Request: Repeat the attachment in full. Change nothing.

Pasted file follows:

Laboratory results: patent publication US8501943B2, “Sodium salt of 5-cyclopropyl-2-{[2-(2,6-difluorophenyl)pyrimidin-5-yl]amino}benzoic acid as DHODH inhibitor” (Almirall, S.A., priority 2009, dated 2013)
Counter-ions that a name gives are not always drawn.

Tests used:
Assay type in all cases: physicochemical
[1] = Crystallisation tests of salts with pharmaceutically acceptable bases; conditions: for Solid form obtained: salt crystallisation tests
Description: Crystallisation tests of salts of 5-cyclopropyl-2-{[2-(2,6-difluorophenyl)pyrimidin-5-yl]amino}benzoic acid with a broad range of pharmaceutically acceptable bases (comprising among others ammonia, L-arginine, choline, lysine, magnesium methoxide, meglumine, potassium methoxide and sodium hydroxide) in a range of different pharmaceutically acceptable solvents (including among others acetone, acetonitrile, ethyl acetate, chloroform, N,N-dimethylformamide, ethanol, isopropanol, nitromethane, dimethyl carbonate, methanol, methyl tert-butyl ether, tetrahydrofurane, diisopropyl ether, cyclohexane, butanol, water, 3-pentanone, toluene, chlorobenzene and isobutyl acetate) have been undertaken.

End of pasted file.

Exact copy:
Laboratory results: patent publication US8501943B2, “Sodium salt of 5-cyclopropyl-2-{[2-(2,6-difluorophenyl)pyrimidin-5-yl]amino}benzoic acid as DHODH inhibitor” (Almirall, S.A., priority 2009, dated 2013)
Counter-ions that a name gives are not always drawn.

Tests used:
Assay type in all cases: physicochemical
[1] = Crystallisation tests of salts with pharmaceutically acceptable bases; conditions: for Solid form obtained: salt crystallisation tests
Description: Crystallisation tests of salts of 5-cyclopropyl-2-{[2-(2,6-difluorophenyl)pyrimidin-5-yl]amino}benzoic acid with a broad range of pharmaceutically acceptable bases (comprising among others ammonia, L-arginine, choline, lysine, magnesium methoxide, meglumine, potassium methoxide and sodium hydroxide) in a range of different pharmaceutically acceptable solvents (including among others acetone, acetonitrile, ethyl acetate, chloroform, N,N-dimethylformamide, ethanol, isopropanol, nitromethane, dimethyl carbonate, methanol, methyl tert-butyl ether, tetrahydrofurane, diisopropyl ether, cyclohexane, butanol, water, 3-pentanone, toluene, chlorobenzene and isobutyl acetate) have been undertaken.